1
$\begingroup$

Signals noob here! I'm dipping my toes into your world by trying to recreate the Shazam algorithm, and I have a quick practical question:

When creating a spectrogram, is it better to take in a whole sound clip (say 5 seconds), and then chunk it into pieces for input to an FFT, or is it better to chunk it as the signal is being received and apply FFT as you go?

I'm asking from the perspective of ease of implementation, but if there are other considerations, I'd be happy to hear them.

$\endgroup$
  • $\begingroup$ It is not an implementation issue; as-you-go approach parallelizes data acquisition and processing and cuts a delay in arriving at a clip identification decision. $\endgroup$ – V.V.T Aug 5 at 3:16
  • $\begingroup$ @V.V.T Thanks, that's good information! However, it is certainly an implementation issue for me, as I have to program the software, and speed is not the highest concern. Ease of implementation is! Once I've got something working, I can think (if I have time) about parallel operations :) $\endgroup$ – rocksNwaves Aug 5 at 16:55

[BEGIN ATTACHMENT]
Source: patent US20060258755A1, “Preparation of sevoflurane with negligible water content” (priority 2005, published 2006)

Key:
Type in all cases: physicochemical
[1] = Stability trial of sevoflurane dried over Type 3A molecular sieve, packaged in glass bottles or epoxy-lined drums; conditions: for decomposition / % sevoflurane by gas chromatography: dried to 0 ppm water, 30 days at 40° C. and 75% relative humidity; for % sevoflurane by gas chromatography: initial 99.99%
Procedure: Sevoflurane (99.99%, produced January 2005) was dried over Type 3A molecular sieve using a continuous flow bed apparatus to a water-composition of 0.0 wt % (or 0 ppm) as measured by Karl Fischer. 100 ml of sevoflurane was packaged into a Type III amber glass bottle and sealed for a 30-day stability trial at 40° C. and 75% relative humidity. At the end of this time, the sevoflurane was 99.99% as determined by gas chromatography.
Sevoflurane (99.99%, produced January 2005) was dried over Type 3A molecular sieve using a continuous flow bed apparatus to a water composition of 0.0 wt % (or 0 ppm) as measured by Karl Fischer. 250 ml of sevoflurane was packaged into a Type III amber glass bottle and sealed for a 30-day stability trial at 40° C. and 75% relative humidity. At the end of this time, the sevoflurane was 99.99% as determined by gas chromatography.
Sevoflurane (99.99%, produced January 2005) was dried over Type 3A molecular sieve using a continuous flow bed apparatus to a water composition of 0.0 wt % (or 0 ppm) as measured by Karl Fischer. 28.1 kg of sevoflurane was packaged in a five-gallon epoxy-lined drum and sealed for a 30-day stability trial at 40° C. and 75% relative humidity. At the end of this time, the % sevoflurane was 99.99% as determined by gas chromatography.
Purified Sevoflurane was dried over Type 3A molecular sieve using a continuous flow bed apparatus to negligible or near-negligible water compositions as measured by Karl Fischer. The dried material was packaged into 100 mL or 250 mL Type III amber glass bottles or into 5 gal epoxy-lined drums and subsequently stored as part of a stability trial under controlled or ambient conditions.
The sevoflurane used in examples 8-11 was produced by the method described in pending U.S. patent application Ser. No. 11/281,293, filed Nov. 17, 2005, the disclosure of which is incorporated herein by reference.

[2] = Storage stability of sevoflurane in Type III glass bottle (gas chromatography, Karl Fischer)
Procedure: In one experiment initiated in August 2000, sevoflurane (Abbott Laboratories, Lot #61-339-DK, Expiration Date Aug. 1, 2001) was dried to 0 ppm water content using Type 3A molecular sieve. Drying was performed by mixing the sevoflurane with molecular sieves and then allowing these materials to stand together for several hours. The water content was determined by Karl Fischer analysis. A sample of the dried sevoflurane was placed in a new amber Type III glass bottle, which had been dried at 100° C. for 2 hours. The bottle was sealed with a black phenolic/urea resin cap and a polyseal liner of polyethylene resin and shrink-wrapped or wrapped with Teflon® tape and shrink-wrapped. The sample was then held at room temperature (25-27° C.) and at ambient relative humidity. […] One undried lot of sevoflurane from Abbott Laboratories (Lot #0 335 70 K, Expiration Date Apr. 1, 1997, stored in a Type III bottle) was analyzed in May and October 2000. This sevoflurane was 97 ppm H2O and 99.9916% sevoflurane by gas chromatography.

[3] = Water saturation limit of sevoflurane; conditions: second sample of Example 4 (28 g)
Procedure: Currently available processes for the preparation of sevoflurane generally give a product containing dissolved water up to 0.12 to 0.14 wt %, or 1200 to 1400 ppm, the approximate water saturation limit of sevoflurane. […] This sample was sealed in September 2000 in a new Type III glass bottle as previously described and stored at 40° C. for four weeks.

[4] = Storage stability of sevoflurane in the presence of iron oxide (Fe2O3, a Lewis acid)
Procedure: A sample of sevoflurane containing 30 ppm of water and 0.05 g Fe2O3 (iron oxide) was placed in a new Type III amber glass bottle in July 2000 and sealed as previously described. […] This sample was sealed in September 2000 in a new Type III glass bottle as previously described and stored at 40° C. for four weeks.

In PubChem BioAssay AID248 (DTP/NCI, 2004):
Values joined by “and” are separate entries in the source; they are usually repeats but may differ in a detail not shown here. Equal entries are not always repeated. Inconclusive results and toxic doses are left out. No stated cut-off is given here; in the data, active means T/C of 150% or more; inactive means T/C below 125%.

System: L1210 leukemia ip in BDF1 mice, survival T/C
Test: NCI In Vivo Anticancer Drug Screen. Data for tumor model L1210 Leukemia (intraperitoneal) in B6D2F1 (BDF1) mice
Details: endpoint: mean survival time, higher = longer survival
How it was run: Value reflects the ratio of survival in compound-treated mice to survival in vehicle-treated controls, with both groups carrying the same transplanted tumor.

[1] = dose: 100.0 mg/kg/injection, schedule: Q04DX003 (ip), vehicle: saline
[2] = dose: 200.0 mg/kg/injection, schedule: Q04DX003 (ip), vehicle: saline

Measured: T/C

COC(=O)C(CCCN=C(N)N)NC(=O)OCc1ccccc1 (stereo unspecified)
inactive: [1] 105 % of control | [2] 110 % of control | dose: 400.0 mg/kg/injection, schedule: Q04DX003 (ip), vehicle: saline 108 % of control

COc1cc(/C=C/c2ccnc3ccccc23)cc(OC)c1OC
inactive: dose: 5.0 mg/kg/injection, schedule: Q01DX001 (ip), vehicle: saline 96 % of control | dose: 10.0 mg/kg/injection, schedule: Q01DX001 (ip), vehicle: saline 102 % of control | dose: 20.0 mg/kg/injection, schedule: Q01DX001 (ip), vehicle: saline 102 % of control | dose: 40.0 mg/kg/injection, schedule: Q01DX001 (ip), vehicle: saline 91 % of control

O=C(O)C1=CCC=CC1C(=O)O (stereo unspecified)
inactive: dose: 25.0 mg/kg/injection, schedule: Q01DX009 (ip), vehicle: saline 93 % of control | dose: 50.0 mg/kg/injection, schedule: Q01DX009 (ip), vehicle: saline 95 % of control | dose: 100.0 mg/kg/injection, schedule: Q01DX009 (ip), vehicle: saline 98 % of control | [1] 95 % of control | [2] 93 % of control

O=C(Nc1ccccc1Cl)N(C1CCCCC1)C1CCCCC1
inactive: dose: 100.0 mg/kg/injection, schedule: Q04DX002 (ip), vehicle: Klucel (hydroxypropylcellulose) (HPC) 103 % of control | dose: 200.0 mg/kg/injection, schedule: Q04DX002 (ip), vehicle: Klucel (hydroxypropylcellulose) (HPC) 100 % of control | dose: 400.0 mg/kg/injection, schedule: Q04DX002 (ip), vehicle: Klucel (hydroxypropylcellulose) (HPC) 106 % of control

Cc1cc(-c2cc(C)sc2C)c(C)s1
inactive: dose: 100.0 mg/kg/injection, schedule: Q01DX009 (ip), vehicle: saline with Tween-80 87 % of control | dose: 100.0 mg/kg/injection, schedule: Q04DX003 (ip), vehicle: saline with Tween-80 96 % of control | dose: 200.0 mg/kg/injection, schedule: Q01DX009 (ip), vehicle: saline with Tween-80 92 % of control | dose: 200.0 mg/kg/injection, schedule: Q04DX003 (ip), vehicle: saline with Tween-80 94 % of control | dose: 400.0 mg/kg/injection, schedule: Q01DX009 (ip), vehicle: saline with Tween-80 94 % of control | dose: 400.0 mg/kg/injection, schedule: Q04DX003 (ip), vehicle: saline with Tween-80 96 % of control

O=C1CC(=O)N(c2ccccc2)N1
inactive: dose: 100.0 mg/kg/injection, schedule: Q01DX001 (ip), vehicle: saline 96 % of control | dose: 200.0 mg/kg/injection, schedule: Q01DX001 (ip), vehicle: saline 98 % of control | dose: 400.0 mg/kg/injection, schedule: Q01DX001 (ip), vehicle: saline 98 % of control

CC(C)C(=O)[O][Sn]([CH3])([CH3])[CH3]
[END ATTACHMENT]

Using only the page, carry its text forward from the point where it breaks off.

0
$\begingroup$

To get a spectrogram using existing libraries, it is usually easier to do it for a whole auduio clip. For example in Python with librosa, it is a single call (assuming the audio is already loaded): librosa.stft.

A streaming implementation requires a bit more care. You will then need tohandling the window function, the FFT operation on each window, and the overlapped extraction of the windows. Not very complicated, but a bit harder.

The primary benefit would be lower-latency and lower memory requirements. If these are not key requirements, I would recommend the clip-wise solution.

| improve this answer | |
$\endgroup$

Your Answer

By clicking “Post Your Answer”, you agree to our terms of service, privacy policy and cookie policy

Not the answer you're looking for? Browse other questions tagged or ask your own question.